Hello, San Francisco mug, third choice mug for the one small cup of perfect coffee drunk each morning at dawn.  (Why does “drunk” look wrong? Drank. Drinked. Draughted. Sipped. Savored. They all look wrong too.)

The mugs cram, to the extent that they have to be double-deckered, the shelf allotted to them. No teacups pour vous. (Tu? Stop second-guessing your word choices and get on with it.)

No matching sets except for the three – which used to be four before the kitchen-tile-floor-crash-screech-broom-vacuum incident – large flowered Italian ones bought for $1 apiece at a garage sale lo those many years ago, scooped up before that other woman got her hands on them, and you could tell she was just about to, and the two small cobalt-blue patterned ones bought in a pottery store in Mexico lo those many years ago as well.

“Do these mugs contain lead?”



As in, lead that will slowly poison you, rotting away the brain synapses until they are misfiring more often than not, which does seem to be the case much of the time, now that you think about it.


The hell with it! Live dangerously. Maybe the lead will weight you down, keep you grounded, more solid on the earth as you tromp about. Would that be such a bad thing? Your synapses have long been suspect anyway.

Back to the mugs. Return to the mugs. Breathe in mug, breathe out mug.

The Jesus Loves You mug, preserved from early childhood. White china. Faded red lettering. Kept for childhood’s sake, rarely used but for those mornings when you remember swinging your legs on the folding chair in Sunday School, singing Jesus Loves You while Mrs. Steinbacher conducted.

The Smart Women Invest in Real Estate mug, which you blatantly stole from your place of partial and sometime employment, because you loved it and craved it and felt that the greatness of your love would be enough to forgive you. Did you replace it? Yes, but with a mug that even you considered far inferior. Someday, maybe, you will do something to make up for it. If a crime of mug passion can ever truly be made up for.

The How to Eat a Lobster mug, adorned with step by step illustrations on – you guessed it! boy are you a smart one – how to eat a lobster. First you crack it, then you crack it some more, then you extract it with the tiny fork, then you dip it in melted butter, then you eat it. Despite the fact that lobster is your favorite food, you don’t  much care for this mug, but your youngest child adores it, and that’s good enough for you.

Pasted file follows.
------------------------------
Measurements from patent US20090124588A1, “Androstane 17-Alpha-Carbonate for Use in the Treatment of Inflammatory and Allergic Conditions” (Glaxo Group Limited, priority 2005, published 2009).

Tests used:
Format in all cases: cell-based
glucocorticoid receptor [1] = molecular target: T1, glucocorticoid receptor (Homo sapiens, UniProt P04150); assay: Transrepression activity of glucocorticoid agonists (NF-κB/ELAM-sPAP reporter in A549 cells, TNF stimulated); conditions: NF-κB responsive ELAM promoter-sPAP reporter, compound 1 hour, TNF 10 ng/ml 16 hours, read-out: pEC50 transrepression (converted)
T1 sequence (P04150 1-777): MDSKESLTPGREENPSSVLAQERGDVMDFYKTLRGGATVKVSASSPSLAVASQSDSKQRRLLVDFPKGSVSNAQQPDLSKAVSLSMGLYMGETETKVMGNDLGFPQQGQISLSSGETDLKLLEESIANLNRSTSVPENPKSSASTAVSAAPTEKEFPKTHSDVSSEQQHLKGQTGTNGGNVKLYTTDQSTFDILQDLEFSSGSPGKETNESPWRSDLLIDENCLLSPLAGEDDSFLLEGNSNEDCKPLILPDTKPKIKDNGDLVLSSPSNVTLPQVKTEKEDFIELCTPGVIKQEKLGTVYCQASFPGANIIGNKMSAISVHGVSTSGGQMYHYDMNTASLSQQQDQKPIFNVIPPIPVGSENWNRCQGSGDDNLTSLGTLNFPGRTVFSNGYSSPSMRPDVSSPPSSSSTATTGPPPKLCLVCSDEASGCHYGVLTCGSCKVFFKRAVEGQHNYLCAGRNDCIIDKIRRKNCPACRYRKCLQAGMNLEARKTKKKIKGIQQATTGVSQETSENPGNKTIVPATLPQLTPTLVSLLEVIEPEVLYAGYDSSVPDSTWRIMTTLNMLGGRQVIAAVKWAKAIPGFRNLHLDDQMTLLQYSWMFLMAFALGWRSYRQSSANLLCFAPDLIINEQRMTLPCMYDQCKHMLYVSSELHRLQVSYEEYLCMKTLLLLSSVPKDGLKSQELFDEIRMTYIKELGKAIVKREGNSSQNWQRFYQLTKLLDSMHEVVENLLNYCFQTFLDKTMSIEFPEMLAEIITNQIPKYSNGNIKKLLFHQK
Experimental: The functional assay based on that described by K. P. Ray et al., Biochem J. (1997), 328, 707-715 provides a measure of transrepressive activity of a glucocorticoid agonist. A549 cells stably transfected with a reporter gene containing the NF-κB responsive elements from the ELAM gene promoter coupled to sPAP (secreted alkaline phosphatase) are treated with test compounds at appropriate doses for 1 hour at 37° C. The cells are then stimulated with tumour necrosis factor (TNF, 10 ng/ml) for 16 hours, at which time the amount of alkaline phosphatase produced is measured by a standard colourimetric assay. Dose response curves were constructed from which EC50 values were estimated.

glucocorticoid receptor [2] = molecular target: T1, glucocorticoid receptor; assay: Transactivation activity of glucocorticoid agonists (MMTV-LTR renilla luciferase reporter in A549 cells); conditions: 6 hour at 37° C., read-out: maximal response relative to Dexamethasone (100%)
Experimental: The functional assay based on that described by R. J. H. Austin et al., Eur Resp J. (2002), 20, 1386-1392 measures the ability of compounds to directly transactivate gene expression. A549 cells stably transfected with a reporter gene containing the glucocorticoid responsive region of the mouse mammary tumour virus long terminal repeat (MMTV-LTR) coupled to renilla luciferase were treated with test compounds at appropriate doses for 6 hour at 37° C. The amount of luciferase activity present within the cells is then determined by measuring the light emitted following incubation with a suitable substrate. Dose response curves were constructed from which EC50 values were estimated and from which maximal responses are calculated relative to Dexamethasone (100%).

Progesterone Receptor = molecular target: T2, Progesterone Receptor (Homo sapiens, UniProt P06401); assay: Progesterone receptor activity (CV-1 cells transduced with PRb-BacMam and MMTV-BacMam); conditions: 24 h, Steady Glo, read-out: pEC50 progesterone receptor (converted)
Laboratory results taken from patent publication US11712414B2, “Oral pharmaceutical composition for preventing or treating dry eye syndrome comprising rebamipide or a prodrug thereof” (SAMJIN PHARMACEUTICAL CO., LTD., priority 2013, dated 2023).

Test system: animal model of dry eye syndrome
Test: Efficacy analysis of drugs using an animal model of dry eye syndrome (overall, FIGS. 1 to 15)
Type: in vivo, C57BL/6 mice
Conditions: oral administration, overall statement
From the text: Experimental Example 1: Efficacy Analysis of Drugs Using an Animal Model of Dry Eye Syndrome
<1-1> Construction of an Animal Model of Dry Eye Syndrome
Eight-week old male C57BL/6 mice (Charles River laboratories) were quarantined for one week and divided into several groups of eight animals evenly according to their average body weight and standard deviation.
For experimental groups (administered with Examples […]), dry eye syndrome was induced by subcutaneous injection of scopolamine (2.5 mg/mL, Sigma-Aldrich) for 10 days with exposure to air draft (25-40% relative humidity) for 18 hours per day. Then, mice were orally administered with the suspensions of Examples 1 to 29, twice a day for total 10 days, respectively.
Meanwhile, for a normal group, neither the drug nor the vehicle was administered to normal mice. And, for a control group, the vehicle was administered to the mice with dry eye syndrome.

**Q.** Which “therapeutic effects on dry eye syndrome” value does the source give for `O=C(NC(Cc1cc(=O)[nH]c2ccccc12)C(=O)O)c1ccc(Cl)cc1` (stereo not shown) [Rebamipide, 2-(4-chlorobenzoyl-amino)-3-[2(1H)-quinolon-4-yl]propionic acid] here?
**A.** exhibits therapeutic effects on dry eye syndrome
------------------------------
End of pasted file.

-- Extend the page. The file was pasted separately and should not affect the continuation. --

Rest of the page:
The 50th Wedding Celebration mug, featuring a fifty-year-old transferred-onto-china photo of a young man and a young woman walking down the aisle. He looks happy. She looks happy. Flowing white dress. Black suit. Poorly transferred onto the china, but a favorite nonetheless, because this used-to-be-young man and woman are beloved to you.

The Cactus mug, one of the five items passed down to you from your maternal grandmother, via your mother. Robin’s egg blue inside, speckled cream on the outside, a saguaro painted on one side. Oh, how you love this mug. You place it in the very back of the mug shelf, the better to keep it safe. Yet your tall son also loves the cactus mug, and he ferrets it out. He sets it on the counter and pours orange juice into it.

You eye the mug, and you eye your son, and you bite your tongue. He looks at you with his knowing, laughing eyes. He knows the story, that the cactus mug is one of the very few things passed down to you from your grandmother, and he knows how you love it, and he knows how difficult it is for you to bite your tongue when he hunts it down from its hidden corner in the far back of the crammed mug shelf.

“Worry not, Kinswoman. I will be careful.”

You try not to worry. But you worry anyway. Oh grandmother, wherever you may now be in time and space and eternity, do you remember the mornings we sat at your tiny formica table, you groaning over your coffee, me silently eating my thickly-margarined toast?

You make a silent vow with your misfiring, possibly lead-poisoned synapses:  If all goes well, someday the cactus mug will be yours, Kinsboy, and when you drink from it perhaps you will remember how your mother tried, even though she often failed, to keep from warning you to be careful.

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